Describe basic solid state structures for elements in terms of crystal systems, Bravais lattices, unit cells.
Describe the solid state structure of simple compounds (NaCl, zincblende) in terms of atomic lattices, octahedral and tetrahedral holes.
Module Learning Outcomes
On completion of this module, students should be able to:
Predict the shape, structure and bonding in small molecules, complexes and compounds based on orbitals and electron density, and relate this to observed chemical behaviour for selected systems.
Interpret the states of different kinds of matter based on a consideration of the molecular or atomic structure of the constituents and simple interatomic and intermolecular interaction potentials between the constituent species.
Knowledge and understanding
Students successfully completing this unit should have developed the ability to:
 Summarise their current knowledge on given themes/topics from Alevel/IB syllabus.
 Describe the basic properties of molecular orbitals and molecular bonds based on their current understanding.
 Describe the shape and orientation of atomic orbitals using simple diagrams of radial and angular parts of wavefunctions.
 Describe the atomic structure of atoms in terms of the occupation of atomic orbitals.
 Describe the periodic properties deriving from atomic structure, IE, effective nuclear charge & electronegativity.
 Describe the construction of diatomic MOs from LCAOs, to populate these with electrons and to predict bond order.
 Demonstrate the applications of MO theory to polyatomic molecules and to derive the MOs of simple, natom molecules (where 2<n<5).
 Apply VSEPR theory to a range of simple molecules and ions to obtain potential structures;
 Describe the concept of hybridisation (in the context of atomic orbitals) and to apply it to produce a conceptual model of bonding in simple organic and inorganic molecules.
 Apply molecular orbital (MO) approaches to predict and analyse the structures of simple molecules and ions.
 Predict the shape and geometry of small molecules, complexes and compounds based on orbitals and electron density (VB approach and simple MO approach).
 Compare and contrast the usefulness of both VSEPR and MO approaches in a chemical context.
 Rationalise the preferred conformation of selected small molecules through consideration of electrostatics and stereoelectronics.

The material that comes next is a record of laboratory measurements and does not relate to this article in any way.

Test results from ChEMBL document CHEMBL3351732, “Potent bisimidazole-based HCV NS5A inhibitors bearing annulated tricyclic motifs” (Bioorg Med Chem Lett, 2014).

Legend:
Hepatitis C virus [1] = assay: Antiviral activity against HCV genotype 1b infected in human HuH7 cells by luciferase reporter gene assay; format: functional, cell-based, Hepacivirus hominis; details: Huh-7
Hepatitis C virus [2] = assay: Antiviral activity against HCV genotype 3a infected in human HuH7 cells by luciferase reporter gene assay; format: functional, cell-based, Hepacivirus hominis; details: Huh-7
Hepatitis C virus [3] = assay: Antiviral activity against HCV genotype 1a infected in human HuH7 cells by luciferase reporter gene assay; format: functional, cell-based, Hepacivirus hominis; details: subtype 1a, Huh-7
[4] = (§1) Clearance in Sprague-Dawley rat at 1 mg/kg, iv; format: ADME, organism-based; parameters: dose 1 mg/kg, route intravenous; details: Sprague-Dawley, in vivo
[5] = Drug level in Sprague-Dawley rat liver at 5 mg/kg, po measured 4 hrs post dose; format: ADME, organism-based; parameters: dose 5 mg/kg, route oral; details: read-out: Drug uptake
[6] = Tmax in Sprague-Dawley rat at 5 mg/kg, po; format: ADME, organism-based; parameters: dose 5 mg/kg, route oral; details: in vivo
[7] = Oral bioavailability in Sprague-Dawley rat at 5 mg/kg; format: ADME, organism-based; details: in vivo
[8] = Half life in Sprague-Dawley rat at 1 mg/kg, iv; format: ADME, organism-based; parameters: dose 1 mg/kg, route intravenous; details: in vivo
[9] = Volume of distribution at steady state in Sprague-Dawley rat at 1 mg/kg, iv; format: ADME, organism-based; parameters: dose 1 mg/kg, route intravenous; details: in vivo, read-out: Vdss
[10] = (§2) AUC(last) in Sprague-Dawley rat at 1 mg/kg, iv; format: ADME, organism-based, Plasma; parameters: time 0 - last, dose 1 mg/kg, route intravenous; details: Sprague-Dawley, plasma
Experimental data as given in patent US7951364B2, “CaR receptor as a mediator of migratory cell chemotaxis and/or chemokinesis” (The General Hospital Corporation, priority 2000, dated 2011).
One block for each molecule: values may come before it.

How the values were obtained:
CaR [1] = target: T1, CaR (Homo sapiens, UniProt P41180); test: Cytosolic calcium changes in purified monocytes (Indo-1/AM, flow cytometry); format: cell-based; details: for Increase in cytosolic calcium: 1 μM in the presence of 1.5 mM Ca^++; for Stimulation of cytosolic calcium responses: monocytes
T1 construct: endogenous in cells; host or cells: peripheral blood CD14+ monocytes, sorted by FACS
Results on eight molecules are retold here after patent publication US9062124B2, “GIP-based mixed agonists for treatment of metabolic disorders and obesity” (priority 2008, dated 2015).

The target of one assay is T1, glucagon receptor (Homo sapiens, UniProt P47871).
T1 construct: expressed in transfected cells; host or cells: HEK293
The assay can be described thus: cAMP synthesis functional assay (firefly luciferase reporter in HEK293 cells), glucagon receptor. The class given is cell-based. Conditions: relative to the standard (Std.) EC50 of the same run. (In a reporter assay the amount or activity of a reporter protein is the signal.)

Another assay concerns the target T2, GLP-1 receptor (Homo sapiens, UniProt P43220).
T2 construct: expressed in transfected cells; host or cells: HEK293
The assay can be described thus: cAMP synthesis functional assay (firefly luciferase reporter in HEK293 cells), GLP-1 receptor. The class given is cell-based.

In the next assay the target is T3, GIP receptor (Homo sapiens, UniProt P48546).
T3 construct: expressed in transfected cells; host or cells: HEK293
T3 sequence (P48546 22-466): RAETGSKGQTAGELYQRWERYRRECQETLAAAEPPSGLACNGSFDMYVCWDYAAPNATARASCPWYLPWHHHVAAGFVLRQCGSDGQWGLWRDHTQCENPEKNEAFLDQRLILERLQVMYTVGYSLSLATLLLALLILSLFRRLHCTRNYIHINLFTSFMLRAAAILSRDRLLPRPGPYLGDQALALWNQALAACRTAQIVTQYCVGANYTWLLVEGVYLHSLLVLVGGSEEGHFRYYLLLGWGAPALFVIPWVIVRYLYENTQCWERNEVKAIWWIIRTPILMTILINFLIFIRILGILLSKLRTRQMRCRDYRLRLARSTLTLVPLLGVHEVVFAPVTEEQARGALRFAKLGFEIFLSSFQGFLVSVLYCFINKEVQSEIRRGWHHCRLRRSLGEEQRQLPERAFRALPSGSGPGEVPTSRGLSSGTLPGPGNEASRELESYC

Describe and classify stereoisomers through consideration of their shape and geometry.
 Understand bondbreaking (and bondforming) events in terms of curlyarrow nomenclature.
 Classify species as electrophilic or nucleophilic through consideration of their bonding, and predict their observed reactivity.
 Describe and rationalise the outcome of reactions in terms of orbitals.
 Explain the shape of a simple interatomic potential energy diagram based on electrostatic interactions and shortrange repulsion.
 Describe and explain the main intermolecular interactions and to discuss their relative magnitude in qualitative terms.
 Understand and apply the van der Waals equation of state to perform calculations on real gases.
 Explain the boiling and melting points of simple examples using PE diagrams and to describe the key features of simple onecomponent phase diagrams.
 Describe basic solid state structures for elements in terms of crystal systems, Bravais lattices, unit cells.
 Describe the solid state structure of simple compounds (NaCl, zincblende) in terms of atomic lattices, octahedral and tetrahedral holes.
Transferable skills and personal qualities
The following transferable skills will need to be used by students in order to complete this unit successfully:
 Problem solving – the application of problem solving skills to analyse given data, propose solutions to authentic chemical problems and draw appropriate conclusions.
 Communication skills – the ability to effectively and concisely convey answers using the appropriate chemical terminology/technical language, through discussion with peers, oral presentations and written work.
 Teamworking skills – Through discussion of authentic chemical problems in workshops, tutorials and PASS sessions.
 Numeracy and mathematical skills – the ability to handle and manipulate data using simple algebra, functions and calculus, the ability to correctly handle and convert data in different scientific units;
 Investigative Skills – to be able to read and extract key information from scholarly texts, given information and the internet, and to be able to assess/critique the quality of the information sourced.
 Analytical skills – the ability to interpret and critically evaluate data (and information).
 Time management/organisational skills – the development of an ability to work to schedules and meet deadlines by working efficiently and effectively.
Assessment methods
 Written exam  100%
Recommended reading
J. Keeler and P. Wothers, Chemical Structure and Reactivity: An Integrated Approach (2nd edition), OUP, Oxford, 2013 (ISBN 9780199604135).
P. Atkins and J. de Paula, Atkins’ Physical Chemistry (10th edition), OUP, Oxford, 2014 (ISBN 9780199697403).
J. Clayden, N. Greeves and S. Warren, Organic Chemistry (2^{nd} edition), OUP, Oxford, 2012 (ISBN 9780199270293).
C. Housecroft and A. G. Sharpe, Inorganic Chemistry (4^{th} edition), Pearson, 2012 (ISBN 9780273742753)
Feedback methods
Proposed solutions and realtime feedback in tutorials and workshops. Workshops will give students the opportunity to work through examples and receive inclass feedback.
Worked examples in lectures.
Online support materials include test exercises (formative assessments) that allow students to engage in problemsolving activities, with the provision of solutions and feedback.
Peer feedback during PASS sessions
Discussion of a specimen examination paper.
Study hours
 Assessment written exam  3 hours
 Lectures  48 hours
 Practical classes & workshops  18 hours
 Tutorials  11 hours
 Independent study hours  220 hours
Teaching staff
Francis Mair  Unit coordinatorAlan Brisdon  Unit coordinator
Michael Anderson  Unit coordinator
Jennifer Slaughter  Unit coordinator
Nathan Owston  Unit coordinator